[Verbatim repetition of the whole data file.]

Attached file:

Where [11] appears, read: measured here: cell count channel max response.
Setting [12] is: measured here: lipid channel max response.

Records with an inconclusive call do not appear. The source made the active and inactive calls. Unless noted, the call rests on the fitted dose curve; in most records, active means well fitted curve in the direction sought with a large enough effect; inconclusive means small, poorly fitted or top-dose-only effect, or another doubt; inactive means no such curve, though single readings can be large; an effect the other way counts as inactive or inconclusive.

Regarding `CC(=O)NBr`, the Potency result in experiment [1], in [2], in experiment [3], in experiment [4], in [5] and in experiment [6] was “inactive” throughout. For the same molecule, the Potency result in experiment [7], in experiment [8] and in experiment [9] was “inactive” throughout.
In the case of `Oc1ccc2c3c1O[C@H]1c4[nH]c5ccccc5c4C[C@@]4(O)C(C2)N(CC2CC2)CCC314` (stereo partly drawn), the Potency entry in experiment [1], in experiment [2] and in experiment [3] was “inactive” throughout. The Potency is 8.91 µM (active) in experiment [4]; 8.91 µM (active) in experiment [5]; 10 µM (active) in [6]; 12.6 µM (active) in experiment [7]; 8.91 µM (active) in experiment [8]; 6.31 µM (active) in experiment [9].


Where [11] appears, read: measured here: cell count channel max response.
Setting [12] is: measured here: lipid channel max response.

Records with an inconclusive call do not appear. The source made the active and inactive calls. Unless noted, the call rests on the fitted dose curve; in most records, active means well fitted curve in the direction sought with a large enough effect; inconclusive means small, poorly fitted or top-dose-only effect, or another doubt; inactive means no such curve, though single readings can be large; an effect the other way counts as inactive or inconclusive.

Regarding `CC(=O)NBr`, the Potency result in experiment [1], in [2], in experiment [3], in experiment [4], in [5] and in experiment [6] was “inactive” throughout. For the same molecule, the Potency result in experiment [7], in experiment [8] and in experiment [9] was “inactive” throughout.
In the case of `Oc1ccc2c3c1O[C@H]1c4[nH]c5ccccc5c4C[C@@]4(O)C(C2)N(CC2CC2)CCC314` (stereo partly drawn), the Potency entry in experiment [1], in experiment [2] and in experiment [3] was “inactive” throughout. The Potency is 8.91 µM (active) in experiment [4]; 8.91 µM (active) in experiment [5]; 10 µM (active) in [6]; 12.6 µM (active) in experiment [7]; 8.91 µM (active) in experiment [8]; 6.31 µM (active) in experiment [9].